The term "hangry" has gone mainstream, and nothing makes one hangrier than several hours of shuffling around Sharper Image and Bath & Body Works trying to find something, anything, to finish off your holiday shopping list. You can grab an Auntie Anne's pretzel and keep schlepping, or you could take a pause and eat a real meal.
If you're at International Plaza in Tampa, which continues to be the area's "destination" mall, there are lots of options along Bay Street, the vaguely Caribbean-themed pedestrian promenade lined with restaurants and bars. Like the stores, dining options at the shopping center are an ever-evolving lot of chains, independents, food court quickies and destination restaurants. Here's what's new.
Frequent I.P. shoppers will have watched Doc B's Fresh Kitchen go up over the past few months in the Gallery Eclectic Bistro space on Bay Street. The finished restaurant, opened just in time for December holiday madness, is handsome and contemporary in design, with enormous slabs of white Carrera marble on the walls and wide windows overlooking a broad patio and the pedestrian hubbub beyond. The concept, the brainchild of Chicago native Craig Bernstein, is the third of its kind and the first outside of the Windy City. A Fort Lauderdale location will open next year.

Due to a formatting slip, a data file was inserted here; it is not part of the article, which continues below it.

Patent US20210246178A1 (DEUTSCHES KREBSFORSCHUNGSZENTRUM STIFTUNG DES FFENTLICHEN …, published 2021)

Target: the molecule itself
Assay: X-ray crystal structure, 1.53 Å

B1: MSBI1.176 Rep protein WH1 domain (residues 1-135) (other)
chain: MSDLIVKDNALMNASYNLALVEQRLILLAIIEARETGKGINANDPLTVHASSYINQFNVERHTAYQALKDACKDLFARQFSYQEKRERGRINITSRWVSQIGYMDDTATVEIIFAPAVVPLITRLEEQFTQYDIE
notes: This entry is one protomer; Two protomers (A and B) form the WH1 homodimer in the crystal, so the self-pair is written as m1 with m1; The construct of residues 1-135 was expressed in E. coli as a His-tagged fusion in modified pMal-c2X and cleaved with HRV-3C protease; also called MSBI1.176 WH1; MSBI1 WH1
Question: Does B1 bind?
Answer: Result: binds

So what is it precisely? It's heathy New American fare. There are grilled California artichokes ($13) that make a great shared finger food, a Brussels sprouts salad with kale and marcona almonds ($12) and "wok out" bowls with brown sticky rice and tofu ($13). But wait a second, it's also sinfully, comforting unhealthy food as well: fried chicken ($21) and fat burgers ($11-$15) and retro lobster Louie ($23) slathered in tangy-sweet Thousand Island. Bernstein describes it as a yin-yang approach, harkening back to his dad, Doc B's, mantra: everything in moderation.
With a thoughtful wine and beer lineup, it's stylish enough for date night but definitely family-friendly (so, squarely between Cheesecake Factory and Capital Grille), with the kind of menu that merits no vetoes. Vegetarians will find something ("The Plate" is actually a nicely conceived veg plate with hot and cold grains, salads and sauteed veggies; $15), as will traditionalists (solid steak frites, $26, but its chimichurri packs a garlic wallop) and those trying to watch the calories (quinoa salad gets a lift from a frizzle of crispy leeks, mint and feta; $13). I wouldn't say it brings something entirely new to the center, but it feels contemporary enough that shoppers seem already to have embraced it.
• Dinner dishes $12-$29; hours 11 a.m. to 10 p.m. Monday to Thursday, until 11 p.m. Friday and Saturday and until 9 p.m. Sunday; (813) 498-6200.